Why Obama should have vetoed FAA Reauthorization Act

Date: February 17, 2012
Type: Media Article

Source: The Hill
Author: John Logan

On February 14, President Obama quietly signed into law the FAA Modernization and Reform Act, which will provide $63.6 billion for the agency’s programs between 2012-2015. The House had passed the bill on February 3, and three days later the Senate voted for the conference agreement. 157 House Democrats and 18 Senate Democrats opposed the bill, while Hill Republicans supported the bill only after forcing the adoption of controversial provisions that will make it more difficult for airline and railroad workers to form unions.

After 5 years of uncertainty and 23 short-term extensions, there’s no question that a long-term solution to FAA funding was overdue. There’s also no question that the unprecedented inclusion of the anti-union provisions in the legislation demonstrates the GOP’s determination to destroy unions. As its labor critics have stated, the bill is a compromise in name only, and the President should have vetoed it.

One can understand why President Obama supported a long-term solution to FAA funding, which was vital not only for the stability of the agency, but for job creation and the shaky economic recovery. FAA funding supports an estimated 300,000 jobs. Last summer’s temporary shutdown of the agency –
caused by the GOP’s militant anti-unionism – cost the federal government an estimated half a billion dollars. 4,000 FAA employees and 70,000 private sector construction workers were furloughed, and the agency lost hundreds of millions of dollars in airline ticket tax revenue.

The president signed because the reauthorization act is one of the only bills that Republicans have not blocked that has job creation potential. But the anti-union language – which has nothing to do with aviation safety or job creation – is bad policy. When push came to shove, diminishing
workers’ rights was more important to the GOP than protecting them was for Democrats.  Republicans balked until they gained the inclusion of the
labor provisions, then presented Democrats with a take-it-or-leave it deal, with little time to examine the details.

Hill Republicans would never accept the inclusion of language that strengthens workers’ rights in an unrelated must pass bill. Tom Harkin (D-Iowa) correctly called the insertion of the labor provisions an “abuse of the legislative process.” GOP leaders were prepared to hold the economy hostage in order to further their militant anti-union agenda.

The labor provisions make it harder for airline and railroad workers to form unions in several respects:  They place limits on National Mediation Board rule-making, increase the threshold for unions to petition for elections, make it more difficult for unions to win run-off elections, increase the likelihood of litigation, strengthen employers’ ability to delay organizing and bargaining, and make union authorization cards subject to discovery, thereby making it less likely that employees will sign them in the first place.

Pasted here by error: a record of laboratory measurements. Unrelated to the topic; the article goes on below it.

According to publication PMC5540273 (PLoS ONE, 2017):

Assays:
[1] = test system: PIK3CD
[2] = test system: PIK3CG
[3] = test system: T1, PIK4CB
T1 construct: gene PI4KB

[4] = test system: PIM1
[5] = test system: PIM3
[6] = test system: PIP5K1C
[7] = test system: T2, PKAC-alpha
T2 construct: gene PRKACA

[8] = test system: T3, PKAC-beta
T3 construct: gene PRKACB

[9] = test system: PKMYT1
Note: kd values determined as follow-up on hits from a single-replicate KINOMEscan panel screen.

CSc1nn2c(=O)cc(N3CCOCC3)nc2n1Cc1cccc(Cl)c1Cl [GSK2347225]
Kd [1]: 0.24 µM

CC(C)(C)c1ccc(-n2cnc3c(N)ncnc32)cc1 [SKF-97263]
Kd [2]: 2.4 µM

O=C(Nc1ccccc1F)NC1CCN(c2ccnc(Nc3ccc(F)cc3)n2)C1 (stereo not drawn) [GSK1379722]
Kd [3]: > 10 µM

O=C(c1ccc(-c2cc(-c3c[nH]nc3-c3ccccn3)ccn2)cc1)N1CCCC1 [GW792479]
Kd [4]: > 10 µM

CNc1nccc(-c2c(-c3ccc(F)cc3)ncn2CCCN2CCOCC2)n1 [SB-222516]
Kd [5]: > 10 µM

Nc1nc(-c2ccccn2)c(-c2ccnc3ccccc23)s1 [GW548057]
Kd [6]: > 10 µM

The higher threshold of support required to petition for elections may have a profound impact. Union elections under the Railway Labor Act are unlike those under the NLRA. Anti-union behavior by firms like Delta is just as aggressive, but management does not supply employee lists, and furloughed and terminated employees can be counted as eligible voters. Moreover, if a large non-union airline were to buy a smaller unionized airline – such as Delta buying American Airlines – there likely would be no election to determine representation. The new mega-airline would henceforth be entirely non-union. And the reauthorization bill makes it easier for airports to replace unionized Transportation Security Administration airport screeners with non-union private contractors.

What’s worse for airline and railroad workers, nothing in the bill prevents a future Republican administration from reversing the 2010 election rule the party pushed so hard to undo last year. The language on elections adopted -- changing RLA elections from a majority of eligible votes to a majority of votes cast -- was not included in the bill, and thus remains only a rule, which could be reversed by a future Republican NMB.

The right wing is delighted with the outcome of the “compromise” legislation. House Speaker John Boenher claimed victory over the inclusion of the “long-overdue” anti-union provisions, while the Chamber of Commerce praised the reauthorization bill.

Fairer rules for union certification elections under the RLA had been Obama’s major achievement in the labor arena. The GOP has now reversed that advancement. On workers’ rights, Hill Republicans know which side they are on – that of the American Legislative Exchange Council -- and they act on it. They accuse the president of waging “class warfare” for supporting basic economic fairness. In reality, the one-sided class war the GOP is waging against unions is the closest thing we have to class conflict.

Explaining his “no” vote, Senator Harkin stated that Republicans are “determined to destroy organized labor.” This bill takes them one small
step closer to that goal.

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